I take it one day at a time. I have two families – my daughter, my son and my wife, and my sisters and brothers-in-law. And then I have the firefighting family. I’m so attached to my fire department that I go talk to one of my members – my deputy chief – and I asked him to tell my firefighters what’s going on, about the stuff in my lungs. They know if I don’t show up that I’m not feeling good. It goes up and down, but what keeps me going, a lot of it is the fire service – seeing the young guys move in. We just had an election of officers and I had two younger guys become captains – and they are all gung ho, and it makes me feel good that I can go and do what I need to do for myself.

We had a page that a carbon monoxide detector went off and I’m 15 minutes away from my department and I just made one phone call and I knew they knew what they were dong – you’ve got to have confidence in your firefighters. It’s been very challenging for me but, thank God, I have a lot of friends.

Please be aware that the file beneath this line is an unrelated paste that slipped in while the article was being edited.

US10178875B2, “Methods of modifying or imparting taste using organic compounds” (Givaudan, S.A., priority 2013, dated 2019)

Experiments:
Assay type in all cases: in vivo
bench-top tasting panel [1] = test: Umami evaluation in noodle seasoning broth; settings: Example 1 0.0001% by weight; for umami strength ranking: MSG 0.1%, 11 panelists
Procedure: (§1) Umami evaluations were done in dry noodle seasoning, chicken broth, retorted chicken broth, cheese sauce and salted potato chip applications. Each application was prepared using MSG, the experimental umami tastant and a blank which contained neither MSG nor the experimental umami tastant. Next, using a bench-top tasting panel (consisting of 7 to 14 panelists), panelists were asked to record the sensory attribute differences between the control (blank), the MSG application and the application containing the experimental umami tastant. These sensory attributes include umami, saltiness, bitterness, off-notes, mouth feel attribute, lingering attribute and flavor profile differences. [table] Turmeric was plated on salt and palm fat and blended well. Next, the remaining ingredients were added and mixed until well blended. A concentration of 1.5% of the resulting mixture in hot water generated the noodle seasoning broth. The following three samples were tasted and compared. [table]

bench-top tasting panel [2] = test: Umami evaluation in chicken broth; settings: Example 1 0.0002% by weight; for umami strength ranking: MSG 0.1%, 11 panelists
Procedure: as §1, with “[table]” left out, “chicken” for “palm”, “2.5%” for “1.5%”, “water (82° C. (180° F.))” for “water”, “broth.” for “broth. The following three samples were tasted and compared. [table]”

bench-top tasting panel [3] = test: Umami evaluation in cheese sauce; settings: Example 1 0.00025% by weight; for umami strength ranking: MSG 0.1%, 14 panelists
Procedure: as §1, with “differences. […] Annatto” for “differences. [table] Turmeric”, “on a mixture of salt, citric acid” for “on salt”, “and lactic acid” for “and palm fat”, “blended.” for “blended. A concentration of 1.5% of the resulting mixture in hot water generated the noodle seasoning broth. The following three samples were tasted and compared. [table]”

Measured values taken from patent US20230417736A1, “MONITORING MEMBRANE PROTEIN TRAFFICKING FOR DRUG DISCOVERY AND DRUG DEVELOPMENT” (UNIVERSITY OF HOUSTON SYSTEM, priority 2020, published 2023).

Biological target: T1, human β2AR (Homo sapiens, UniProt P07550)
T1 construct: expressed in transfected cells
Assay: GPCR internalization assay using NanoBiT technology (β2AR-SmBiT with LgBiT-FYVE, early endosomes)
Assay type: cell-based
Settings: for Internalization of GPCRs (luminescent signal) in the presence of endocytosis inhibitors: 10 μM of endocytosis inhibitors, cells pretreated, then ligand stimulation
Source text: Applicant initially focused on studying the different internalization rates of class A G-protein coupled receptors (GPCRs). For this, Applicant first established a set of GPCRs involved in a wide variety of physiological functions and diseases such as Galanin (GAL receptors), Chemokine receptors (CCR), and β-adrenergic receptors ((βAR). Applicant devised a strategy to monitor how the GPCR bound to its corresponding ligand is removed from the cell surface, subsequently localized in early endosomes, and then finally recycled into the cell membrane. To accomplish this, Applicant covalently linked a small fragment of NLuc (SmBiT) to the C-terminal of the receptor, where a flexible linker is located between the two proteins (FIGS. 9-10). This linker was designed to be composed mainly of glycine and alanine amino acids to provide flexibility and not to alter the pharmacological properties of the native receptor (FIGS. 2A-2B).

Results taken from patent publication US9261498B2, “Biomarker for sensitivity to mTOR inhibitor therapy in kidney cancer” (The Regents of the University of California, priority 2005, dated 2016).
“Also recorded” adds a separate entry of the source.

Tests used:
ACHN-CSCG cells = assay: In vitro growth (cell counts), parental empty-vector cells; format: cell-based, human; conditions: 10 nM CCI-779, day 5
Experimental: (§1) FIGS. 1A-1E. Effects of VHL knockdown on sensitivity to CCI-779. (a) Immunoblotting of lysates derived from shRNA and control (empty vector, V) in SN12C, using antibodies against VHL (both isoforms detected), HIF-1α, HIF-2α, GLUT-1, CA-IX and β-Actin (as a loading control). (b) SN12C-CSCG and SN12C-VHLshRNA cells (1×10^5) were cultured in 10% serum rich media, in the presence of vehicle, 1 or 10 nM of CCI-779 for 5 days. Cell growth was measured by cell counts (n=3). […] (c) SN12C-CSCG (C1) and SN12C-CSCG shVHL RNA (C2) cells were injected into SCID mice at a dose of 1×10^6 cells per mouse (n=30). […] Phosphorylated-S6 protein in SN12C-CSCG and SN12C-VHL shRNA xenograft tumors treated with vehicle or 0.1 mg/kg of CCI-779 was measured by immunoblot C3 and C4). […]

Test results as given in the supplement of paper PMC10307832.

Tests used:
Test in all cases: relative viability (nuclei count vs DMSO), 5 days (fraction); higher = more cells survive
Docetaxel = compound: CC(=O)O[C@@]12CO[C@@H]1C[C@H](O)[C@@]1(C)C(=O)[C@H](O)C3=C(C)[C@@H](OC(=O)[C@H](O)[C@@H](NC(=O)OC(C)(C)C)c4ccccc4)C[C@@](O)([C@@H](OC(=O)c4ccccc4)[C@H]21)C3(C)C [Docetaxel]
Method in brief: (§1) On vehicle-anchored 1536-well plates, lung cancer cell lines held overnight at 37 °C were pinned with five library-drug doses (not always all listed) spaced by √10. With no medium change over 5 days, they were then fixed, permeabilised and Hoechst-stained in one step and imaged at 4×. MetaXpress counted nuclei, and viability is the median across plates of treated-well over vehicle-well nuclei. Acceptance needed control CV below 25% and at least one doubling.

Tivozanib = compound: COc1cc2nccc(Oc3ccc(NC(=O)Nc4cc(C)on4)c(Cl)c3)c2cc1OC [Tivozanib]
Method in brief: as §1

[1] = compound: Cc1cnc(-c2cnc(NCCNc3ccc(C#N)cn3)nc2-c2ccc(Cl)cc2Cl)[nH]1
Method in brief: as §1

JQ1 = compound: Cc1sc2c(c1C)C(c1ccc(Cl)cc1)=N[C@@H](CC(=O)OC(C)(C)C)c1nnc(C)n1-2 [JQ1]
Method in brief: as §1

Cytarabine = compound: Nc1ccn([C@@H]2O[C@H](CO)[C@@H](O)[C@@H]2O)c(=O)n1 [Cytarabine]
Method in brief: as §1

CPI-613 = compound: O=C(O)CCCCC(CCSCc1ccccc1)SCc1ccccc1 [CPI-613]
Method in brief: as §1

I have mornings when I get up and bring my dogs in, and I look at Facebook and sometimes I see that a firefighter lost his life and I just cry – when they die doing things that can be prevented. It has to stop. And it’s all because of training. Yes, I’m sick, and it might take my life or it might not. But when you have an accident at a fire scene or because you’re not wearing your seatbelt, that kills me, because I know it can be prevented.

Print this page


Stories continue below